“COVID-19 has been a financial nightmare for so many Americans, rich, poor and everywhere in between. Obviously, that means a lot of modifications to support orders are going to be needed,” said Spector. 

She cautions, however, that some may try to use the pandemic as an excuse to justify bad behavior, such as withholding financial support. 

Finances are definitely an issue right now, said Royce. 

“I represent clients in various economic fields, many of whom are facing financial challenges, including in the automobile industry, real estate developers and investors, doctors, attorneys and people in the entertainment industry. Changes in income affects support, since support is an income driven calculation. We face difficulties, particularly with the uncertainly of the court system, in how we will handle the modification of support calculations in the months to come,” said Royce. Deal-making is the order of the day, especially when court orders could be a long time in coming. 

“Courts have been closed since March 14 and are expected to open on June 22. We do not know what the calendaring will look like. We presume that priority will be given to restraining orders and custody matters, and then financial. We do not know when matters will be scheduled, including those that were previously on calendar from March 14 through June 22 and now need to be rescheduled. If the parties are able to resolve the issue without going to Court, they will be far better off,” said Royce. 

For the matters still far from settlement, a big sticking point is often real estate. 

“Houses are usually the parties’ biggest asset. I represent lots of real estate investors who don’t want to sell now. The parties may say to each other, ‘let’s wait it out.’ So, we’re dealing with co-ownership of assets more than we might have before,” said Royce. 

Looking Ahead 

Though uncertainly still lies ahead, the pandemic may yet bring about some positive changes in the realm of family law. For one thing, video meetings and networking may eliminate costly courthouse commutes. (The Los Angeles Superior Court is also introducing enhanced video appearance technology.) Clients are getting used to working things out in the virtual realm, with co-parenting counseling via Zoom the new normal. 

With summer approaching, however, child custody matters may heat up again. Traditional summer camps may not open, bringing more uncertainty into the family dynamic.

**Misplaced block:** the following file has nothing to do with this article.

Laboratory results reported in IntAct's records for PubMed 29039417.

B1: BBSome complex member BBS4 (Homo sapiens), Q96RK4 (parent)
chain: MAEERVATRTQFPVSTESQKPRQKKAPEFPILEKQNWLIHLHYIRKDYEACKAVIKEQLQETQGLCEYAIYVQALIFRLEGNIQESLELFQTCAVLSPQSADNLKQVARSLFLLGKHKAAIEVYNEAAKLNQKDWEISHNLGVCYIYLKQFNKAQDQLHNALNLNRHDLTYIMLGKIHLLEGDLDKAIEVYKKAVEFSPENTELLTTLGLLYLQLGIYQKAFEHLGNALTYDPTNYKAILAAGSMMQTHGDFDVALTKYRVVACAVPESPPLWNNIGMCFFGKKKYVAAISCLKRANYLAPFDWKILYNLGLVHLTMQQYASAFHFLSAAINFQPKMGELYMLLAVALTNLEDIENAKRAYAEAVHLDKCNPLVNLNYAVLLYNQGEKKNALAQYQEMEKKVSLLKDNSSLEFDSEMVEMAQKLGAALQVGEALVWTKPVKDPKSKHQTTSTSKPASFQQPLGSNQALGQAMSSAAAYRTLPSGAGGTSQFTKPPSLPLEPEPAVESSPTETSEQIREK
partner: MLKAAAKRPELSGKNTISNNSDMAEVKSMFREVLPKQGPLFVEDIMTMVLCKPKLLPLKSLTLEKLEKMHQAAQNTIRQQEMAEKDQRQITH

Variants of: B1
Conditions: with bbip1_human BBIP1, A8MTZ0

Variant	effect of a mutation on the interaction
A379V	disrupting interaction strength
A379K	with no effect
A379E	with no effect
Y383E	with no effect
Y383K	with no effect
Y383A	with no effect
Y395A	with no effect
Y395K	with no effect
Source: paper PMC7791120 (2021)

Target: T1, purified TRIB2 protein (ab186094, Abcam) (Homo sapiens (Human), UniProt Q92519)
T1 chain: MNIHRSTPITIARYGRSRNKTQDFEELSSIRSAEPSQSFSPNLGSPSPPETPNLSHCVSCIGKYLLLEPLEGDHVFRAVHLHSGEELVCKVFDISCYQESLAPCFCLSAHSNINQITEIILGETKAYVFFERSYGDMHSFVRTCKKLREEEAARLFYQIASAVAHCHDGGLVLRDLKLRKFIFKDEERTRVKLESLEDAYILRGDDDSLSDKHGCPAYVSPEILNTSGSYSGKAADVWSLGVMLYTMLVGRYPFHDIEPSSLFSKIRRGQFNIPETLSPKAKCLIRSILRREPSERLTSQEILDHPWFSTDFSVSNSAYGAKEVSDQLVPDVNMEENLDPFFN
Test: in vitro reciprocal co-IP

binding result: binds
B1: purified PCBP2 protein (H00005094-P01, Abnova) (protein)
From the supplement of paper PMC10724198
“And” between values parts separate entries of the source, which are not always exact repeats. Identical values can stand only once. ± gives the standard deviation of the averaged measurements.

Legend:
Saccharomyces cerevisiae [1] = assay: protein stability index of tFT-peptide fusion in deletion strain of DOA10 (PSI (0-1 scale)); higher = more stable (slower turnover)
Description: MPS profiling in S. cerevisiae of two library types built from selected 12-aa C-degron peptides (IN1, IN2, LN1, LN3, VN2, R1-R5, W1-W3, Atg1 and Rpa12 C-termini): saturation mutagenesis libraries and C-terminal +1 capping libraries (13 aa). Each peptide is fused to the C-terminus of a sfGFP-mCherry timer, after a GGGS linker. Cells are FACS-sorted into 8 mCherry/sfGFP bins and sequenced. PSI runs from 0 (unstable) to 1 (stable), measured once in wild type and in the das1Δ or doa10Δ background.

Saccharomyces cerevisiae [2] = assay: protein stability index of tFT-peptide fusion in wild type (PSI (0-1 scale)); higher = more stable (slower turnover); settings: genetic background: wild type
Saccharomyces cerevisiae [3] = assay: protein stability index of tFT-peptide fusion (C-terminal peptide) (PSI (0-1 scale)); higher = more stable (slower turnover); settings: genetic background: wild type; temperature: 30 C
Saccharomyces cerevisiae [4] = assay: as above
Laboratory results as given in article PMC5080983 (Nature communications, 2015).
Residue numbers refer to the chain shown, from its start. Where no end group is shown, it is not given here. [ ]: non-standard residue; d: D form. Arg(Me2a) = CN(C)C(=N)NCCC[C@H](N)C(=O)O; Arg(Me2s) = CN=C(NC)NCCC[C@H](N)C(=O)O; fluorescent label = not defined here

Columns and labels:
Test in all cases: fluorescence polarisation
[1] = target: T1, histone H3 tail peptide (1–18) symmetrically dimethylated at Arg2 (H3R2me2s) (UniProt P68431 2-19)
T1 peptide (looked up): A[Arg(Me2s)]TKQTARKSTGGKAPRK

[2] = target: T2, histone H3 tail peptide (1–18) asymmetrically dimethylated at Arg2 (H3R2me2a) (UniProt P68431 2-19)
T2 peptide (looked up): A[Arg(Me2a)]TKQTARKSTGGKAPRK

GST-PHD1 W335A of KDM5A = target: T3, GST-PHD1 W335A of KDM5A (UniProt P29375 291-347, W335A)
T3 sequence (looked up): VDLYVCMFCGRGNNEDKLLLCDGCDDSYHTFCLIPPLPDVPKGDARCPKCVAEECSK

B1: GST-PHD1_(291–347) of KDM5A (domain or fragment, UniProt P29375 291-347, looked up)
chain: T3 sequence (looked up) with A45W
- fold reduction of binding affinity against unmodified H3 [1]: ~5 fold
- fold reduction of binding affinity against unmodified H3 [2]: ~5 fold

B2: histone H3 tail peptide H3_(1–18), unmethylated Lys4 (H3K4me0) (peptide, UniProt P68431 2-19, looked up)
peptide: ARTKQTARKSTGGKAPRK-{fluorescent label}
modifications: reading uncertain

“With life this unsettled, everyone wants as much certainly as their lives as possible. This crisis is putting a strain on many relationships, and we have received calls inquiring about divorce. I have encouraged them to not do anything for now, from a reactive standpoint, and to instead see whether time helps,” said Royce. 

Spector sees the pandemic as a force that may very well drive people apart or bring them together. 

“People ask me if I’ve seen an uptick in divorce cases. Unfortunately, we live in a time and a place where divorce is pretty much evergreen. People file all yearround, and I haven’t really seen an increase during this time,” she said. What she has seen is an increase 

in clients needing reassurance. “We’re all human. We’re all connected. We live in a moment where people want things done, preferably, yesterday. Our job is to help them by being a source of strength and smart counsel. But, yes, people are really struggling out there. They are calling me a lot, and my phone keeps ringing late into the night,” said Spector.

But, not everyone is going through a difficult time because of divorce. 

“I have clients who have devoted a year of their life planning a wedding, which included working with me on their prenuptial agreements. Well, now those weddings have been delayed, which is so unfortunate for them. It does not matter how much social distancing you do: COVID-19 ends up affecting everything and everyone,” said Spector.